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Pharmacol Biochem Behav. 2010 Jan;94(3):410-5. doi: 10.1016/j.pbb.2009.10.002. Epub 2009 Oct 17.

Acute nicotine and phencyclidine increase locomotor activity of the guinea pig with attenuated potencies relative to their effects on rat or mouse.

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Department of Neuroscience Biology, AstraZeneca Pharmaceuticals, Wilmington, Delaware, USA.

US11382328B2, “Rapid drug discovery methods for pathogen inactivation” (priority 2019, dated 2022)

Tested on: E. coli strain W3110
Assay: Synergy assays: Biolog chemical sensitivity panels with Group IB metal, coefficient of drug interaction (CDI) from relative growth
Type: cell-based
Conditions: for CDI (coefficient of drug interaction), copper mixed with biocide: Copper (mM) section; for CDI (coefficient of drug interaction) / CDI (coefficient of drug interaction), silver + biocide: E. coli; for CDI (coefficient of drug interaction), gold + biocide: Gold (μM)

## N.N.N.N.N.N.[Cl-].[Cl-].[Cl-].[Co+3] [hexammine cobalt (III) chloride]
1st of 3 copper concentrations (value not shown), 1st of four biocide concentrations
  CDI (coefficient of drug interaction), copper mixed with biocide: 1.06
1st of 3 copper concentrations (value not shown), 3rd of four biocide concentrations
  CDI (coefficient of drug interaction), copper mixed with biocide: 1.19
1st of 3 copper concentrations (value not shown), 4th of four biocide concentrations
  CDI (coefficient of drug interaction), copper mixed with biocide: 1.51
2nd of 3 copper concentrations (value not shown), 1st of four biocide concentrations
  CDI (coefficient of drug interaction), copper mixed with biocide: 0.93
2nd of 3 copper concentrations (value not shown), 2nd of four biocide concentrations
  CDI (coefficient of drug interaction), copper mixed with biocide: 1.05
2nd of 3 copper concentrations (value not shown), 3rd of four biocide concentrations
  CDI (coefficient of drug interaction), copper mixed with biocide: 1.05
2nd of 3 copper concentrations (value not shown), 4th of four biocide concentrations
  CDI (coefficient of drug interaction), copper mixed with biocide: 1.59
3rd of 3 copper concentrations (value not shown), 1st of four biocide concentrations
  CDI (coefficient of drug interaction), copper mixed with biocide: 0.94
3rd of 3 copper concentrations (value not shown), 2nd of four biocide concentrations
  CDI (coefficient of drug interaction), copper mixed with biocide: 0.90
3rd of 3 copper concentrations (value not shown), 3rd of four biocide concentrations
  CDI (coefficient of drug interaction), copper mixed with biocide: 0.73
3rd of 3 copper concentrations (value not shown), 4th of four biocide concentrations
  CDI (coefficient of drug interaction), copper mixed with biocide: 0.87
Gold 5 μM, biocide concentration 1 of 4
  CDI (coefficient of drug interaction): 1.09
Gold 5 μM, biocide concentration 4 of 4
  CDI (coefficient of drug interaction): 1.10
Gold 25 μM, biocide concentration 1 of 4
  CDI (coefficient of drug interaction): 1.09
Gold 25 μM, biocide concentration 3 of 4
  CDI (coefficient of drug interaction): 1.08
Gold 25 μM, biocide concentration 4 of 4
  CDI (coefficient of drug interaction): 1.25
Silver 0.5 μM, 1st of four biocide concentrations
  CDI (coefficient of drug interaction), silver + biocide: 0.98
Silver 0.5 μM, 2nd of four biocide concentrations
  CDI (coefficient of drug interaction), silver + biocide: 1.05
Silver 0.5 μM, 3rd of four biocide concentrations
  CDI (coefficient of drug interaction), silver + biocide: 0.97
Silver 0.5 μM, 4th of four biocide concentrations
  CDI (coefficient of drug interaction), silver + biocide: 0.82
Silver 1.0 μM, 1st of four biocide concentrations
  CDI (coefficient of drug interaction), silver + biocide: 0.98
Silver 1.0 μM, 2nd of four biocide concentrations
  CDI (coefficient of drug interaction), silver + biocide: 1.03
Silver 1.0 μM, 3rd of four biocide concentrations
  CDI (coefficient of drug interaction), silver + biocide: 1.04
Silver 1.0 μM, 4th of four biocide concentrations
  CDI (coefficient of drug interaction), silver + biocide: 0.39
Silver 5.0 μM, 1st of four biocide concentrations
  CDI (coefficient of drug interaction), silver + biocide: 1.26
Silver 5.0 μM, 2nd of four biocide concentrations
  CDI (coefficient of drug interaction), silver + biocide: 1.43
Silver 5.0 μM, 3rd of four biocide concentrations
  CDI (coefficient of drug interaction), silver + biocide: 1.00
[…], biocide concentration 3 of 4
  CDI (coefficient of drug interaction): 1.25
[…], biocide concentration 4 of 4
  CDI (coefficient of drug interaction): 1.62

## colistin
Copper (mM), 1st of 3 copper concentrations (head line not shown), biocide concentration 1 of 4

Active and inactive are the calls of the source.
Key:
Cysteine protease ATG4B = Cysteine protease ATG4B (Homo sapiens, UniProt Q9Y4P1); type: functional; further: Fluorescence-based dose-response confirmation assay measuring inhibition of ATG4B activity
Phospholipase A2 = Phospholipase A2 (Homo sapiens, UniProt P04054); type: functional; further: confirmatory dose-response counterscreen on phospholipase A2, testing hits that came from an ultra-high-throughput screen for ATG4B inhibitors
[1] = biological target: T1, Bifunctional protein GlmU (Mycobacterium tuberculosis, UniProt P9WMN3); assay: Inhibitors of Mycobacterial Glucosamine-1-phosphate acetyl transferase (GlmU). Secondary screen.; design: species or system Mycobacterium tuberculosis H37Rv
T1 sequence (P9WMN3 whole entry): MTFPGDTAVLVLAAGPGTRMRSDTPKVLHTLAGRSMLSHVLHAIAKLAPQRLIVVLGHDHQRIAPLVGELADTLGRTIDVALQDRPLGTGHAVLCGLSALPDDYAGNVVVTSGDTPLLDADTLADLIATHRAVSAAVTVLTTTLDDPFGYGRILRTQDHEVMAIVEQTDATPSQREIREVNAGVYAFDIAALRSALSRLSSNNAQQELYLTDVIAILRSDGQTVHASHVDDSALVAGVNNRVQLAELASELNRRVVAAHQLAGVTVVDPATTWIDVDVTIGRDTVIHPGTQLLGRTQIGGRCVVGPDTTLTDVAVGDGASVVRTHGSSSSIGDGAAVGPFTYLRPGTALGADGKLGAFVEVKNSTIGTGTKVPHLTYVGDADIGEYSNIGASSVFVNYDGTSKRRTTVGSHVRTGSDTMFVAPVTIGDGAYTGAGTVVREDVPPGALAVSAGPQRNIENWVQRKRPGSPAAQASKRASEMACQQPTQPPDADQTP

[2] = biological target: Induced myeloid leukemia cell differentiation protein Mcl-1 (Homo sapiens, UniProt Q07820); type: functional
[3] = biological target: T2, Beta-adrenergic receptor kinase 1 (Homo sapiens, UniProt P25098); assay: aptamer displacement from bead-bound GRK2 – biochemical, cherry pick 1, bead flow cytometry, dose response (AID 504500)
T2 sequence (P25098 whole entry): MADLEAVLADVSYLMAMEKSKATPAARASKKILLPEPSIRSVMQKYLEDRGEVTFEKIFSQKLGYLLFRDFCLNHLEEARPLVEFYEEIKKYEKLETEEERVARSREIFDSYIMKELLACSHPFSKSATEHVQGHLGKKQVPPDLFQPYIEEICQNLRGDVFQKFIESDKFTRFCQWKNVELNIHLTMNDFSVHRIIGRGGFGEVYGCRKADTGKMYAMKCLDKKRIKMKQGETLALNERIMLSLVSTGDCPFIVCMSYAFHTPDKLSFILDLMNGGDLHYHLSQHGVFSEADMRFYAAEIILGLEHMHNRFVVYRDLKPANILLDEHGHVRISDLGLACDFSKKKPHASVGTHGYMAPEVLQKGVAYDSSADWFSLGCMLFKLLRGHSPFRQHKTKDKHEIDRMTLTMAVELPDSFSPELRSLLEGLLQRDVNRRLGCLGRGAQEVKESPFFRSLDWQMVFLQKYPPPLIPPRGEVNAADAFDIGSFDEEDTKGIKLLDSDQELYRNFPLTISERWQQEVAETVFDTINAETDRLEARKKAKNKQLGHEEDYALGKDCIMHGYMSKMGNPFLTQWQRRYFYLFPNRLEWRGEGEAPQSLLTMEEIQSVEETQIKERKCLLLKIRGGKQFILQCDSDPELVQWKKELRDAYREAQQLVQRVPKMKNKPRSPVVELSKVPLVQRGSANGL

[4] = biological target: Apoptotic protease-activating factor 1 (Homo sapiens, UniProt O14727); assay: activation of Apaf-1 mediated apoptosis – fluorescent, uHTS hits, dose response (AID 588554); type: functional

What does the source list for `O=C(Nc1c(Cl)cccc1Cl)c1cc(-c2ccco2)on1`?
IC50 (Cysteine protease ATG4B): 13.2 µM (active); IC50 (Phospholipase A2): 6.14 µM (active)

Behavioral assays of the responses to psychomotor stimulants can be used to model certain aspects of CNS pathologies such as psychosis and addiction. However, species-dependent differences in the effects of neuromodulators in these assays can confound the interpretation of the results. The goal of this study was to determine the utility of the guinea pig as a model for assessing the behavioral actions of nicotinic receptor agonists and NMDA receptor antagonists. In the present study, the locomotor activity of adult male guinea pigs was measured, prior to and following an acute injection of nicotine, MK-801 or phencyclidine. Each animal received a single dose of the drug. Nicotine produced a dose-dependent increase in activity with an ED(50) of 1.5mg/kg. Phencyclidine also increased activity, with an ED(50) of 3.4 mg/kg. Nicotine produced increases in locomotion in all individual subjects tested, whereas at the maximally-effective dose of phencyclidine, only a fraction of the animals had locomotor activation. There was no change in activity in response to a single dose of MK-801 (0.5mg/kg). Haloperidol had a significant inhibitory effect on locomotor activity independent of the stimulant administered. Thus, both phencyclidine and nicotine are psychomotor stimulants when given to guinea pigs, although the intensity of the response and the potencies of these drugs are lower than in mice or rats under otherwise similar conditions.

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